Going to the back section of H&R’S would make a great museum room today. My mom would buy patches for my pants there. I also remember her buying me suspenders as well.  Also, if there was a birthday party, Mom would send me down to H&R’S and find a gift. As I grew older, I would also find that H&R’S always stocked rubber baseballs for twenty-five cents.  These were always needed to play strikeout off of our neighbor’s garage.

Also, at the back of H&R’s was a small opening with bars.  I became acquainted with this spot when I made a very expensive purchase of buying a game called Strat-O-Matic Baseball by mail. I needed a money order to pay for this game. Harold wrote up a money order for the fee of ten cents behind the opening and I would soon enjoy my new game which came by mail.

There are some other memories about H&R’S. Every Halloween, I would make sure I went to H&R’S first. They would give every child a ten-cent bag of New Era Potato Chips. This would be the best treat in my bag after a long night of trick or treating.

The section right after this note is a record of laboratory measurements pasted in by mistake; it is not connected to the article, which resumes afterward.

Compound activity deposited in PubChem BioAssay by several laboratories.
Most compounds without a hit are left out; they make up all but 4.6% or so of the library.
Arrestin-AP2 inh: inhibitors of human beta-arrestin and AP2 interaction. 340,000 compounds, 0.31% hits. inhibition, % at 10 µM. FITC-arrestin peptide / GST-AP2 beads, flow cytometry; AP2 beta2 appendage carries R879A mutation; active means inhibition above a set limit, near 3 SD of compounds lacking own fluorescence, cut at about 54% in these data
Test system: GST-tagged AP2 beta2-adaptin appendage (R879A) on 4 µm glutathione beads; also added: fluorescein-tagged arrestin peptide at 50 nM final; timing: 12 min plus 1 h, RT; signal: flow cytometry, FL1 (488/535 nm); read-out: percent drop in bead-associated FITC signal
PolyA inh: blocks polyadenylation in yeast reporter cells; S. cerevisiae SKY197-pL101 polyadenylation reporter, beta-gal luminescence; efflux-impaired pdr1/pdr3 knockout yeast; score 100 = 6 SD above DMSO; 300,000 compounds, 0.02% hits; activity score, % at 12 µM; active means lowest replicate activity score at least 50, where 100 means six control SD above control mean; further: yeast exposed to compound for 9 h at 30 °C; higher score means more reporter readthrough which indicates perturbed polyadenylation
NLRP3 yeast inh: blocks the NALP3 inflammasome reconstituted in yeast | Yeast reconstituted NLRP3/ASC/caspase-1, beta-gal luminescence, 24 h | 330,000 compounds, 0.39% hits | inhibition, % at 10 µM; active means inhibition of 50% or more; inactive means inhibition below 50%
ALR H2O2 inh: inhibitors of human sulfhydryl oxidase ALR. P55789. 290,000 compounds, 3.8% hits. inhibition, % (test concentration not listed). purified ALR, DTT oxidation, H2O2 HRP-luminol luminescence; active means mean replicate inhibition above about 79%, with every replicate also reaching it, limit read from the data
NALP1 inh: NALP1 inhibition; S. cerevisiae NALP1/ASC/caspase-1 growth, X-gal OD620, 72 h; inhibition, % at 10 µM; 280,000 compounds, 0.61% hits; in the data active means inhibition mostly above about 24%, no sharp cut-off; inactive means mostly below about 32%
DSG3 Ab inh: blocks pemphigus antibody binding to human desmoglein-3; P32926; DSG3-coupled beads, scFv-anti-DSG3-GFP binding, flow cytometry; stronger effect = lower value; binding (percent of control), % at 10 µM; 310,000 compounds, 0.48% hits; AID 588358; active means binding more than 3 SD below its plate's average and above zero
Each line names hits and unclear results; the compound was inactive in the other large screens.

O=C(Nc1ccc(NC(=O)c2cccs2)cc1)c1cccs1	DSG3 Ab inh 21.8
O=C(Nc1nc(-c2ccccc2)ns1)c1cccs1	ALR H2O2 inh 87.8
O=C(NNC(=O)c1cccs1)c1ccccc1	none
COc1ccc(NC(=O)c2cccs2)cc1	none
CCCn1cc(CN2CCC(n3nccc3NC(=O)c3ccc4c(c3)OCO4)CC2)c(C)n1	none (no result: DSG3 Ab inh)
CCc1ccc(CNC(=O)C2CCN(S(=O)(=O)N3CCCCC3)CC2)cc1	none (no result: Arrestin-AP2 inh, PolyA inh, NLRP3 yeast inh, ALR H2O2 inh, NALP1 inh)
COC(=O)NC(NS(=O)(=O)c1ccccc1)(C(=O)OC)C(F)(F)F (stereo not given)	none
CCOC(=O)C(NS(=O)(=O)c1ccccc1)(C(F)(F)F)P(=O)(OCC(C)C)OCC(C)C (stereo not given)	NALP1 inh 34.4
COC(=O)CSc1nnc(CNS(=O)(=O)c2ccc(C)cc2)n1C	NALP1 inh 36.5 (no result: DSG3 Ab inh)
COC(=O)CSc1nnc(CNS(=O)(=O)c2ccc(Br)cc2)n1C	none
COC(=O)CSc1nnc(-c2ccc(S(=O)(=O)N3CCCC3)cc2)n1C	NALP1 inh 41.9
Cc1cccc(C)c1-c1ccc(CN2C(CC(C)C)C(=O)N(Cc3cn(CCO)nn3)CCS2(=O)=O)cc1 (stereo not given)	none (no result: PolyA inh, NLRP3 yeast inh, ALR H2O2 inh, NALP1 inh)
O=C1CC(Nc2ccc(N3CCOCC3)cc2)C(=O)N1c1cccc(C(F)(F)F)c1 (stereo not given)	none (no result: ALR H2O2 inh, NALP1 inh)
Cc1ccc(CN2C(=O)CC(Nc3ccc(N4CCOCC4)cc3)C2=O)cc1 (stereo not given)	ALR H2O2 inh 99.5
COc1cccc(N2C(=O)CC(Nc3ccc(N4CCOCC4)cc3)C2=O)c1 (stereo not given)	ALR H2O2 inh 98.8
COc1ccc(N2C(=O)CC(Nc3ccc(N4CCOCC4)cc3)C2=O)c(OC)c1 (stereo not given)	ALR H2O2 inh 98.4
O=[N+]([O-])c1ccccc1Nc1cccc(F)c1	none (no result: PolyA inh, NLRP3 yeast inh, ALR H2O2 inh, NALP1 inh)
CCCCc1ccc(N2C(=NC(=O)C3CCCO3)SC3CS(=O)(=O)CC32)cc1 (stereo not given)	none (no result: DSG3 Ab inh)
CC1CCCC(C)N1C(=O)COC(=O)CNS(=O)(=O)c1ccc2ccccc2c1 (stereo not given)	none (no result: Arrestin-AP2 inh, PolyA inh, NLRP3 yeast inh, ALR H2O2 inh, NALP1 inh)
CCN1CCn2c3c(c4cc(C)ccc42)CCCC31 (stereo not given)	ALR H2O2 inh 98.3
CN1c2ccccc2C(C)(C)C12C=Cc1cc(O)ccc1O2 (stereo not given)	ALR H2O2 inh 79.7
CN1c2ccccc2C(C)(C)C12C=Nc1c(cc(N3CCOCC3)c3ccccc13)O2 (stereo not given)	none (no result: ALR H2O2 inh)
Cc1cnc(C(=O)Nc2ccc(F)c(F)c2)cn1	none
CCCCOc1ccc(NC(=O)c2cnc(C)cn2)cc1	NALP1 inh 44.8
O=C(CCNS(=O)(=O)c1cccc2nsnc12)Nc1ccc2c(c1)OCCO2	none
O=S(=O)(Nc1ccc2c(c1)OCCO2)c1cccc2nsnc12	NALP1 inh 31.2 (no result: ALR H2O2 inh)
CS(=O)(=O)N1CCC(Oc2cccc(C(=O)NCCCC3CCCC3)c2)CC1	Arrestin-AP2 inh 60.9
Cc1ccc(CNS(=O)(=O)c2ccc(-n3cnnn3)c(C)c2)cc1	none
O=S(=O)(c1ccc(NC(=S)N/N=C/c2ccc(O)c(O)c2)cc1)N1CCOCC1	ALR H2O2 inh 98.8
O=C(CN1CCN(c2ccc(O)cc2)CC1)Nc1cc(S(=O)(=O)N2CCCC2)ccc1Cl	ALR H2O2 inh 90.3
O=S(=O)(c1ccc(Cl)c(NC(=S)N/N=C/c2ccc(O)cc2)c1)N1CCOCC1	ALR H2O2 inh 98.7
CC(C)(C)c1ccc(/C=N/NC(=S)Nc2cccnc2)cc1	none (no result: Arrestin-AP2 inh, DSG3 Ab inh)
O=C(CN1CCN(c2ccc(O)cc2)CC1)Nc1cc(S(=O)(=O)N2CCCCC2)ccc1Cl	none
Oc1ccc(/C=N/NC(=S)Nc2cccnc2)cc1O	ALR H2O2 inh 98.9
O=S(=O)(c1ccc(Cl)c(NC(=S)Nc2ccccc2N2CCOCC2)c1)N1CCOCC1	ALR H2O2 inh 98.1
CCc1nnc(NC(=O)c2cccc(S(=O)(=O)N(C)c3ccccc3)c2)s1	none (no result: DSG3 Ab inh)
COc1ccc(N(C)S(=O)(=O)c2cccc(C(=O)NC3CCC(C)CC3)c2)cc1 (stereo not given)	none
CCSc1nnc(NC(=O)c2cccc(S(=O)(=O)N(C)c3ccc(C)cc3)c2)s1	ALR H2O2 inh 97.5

There were many other things that I would buy at H&R’S.  For a treat, I would ask at the counter for a small bottle of Hires Root Beer. Also, my favorite popsicle was the Seven-Up flavored popsicle that sold for five cents. When Dad wanted to make homemade bubbles, he would have me go to H&R’S and buy a corncob pipe to use to blow the bubbles he made.

Like everything else, I didn’t really appreciate the convenience of having a store like H&R’S a short walk from home. I am sure that Harold and Rupe didn’t get rich with their little store, but they provided a very important service to our neighborhood. Now, many stores like H&R’S no longer exist; however, I am glad for the many happy moments that I had with my many visits to H&R’S!

P.S. Please visit my other blog where I write about spiritual matters such as: “God’s Waiting Room” “Does Jesus Care?” “Do not Fear God’s Plan, Embrace it.” The address is: http://www.markjemilbooth.com